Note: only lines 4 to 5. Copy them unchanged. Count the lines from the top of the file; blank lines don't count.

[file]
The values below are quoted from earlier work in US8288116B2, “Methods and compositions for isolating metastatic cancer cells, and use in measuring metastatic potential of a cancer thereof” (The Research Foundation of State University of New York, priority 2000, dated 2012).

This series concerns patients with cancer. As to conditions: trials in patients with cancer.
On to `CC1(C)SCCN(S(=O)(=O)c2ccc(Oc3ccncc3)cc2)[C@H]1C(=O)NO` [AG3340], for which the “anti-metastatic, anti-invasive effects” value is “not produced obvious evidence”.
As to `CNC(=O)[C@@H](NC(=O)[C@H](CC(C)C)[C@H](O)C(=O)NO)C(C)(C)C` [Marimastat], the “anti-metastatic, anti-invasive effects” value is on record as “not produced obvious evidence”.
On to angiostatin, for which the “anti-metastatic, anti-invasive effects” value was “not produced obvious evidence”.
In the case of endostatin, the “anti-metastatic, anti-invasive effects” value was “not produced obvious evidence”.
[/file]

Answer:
As to `CNC(=O)[C@@H](NC(=O)[C@H](CC(C)C)[C@H](O)C(=O)NO)C(C)(C)C` [Marimastat], the “anti-metastatic, anti-invasive effects” value is on record as “not produced obvious evidence”.
On to angiostatin, for which the “anti-metastatic, anti-invasive effects” value was “not produced obvious evidence”.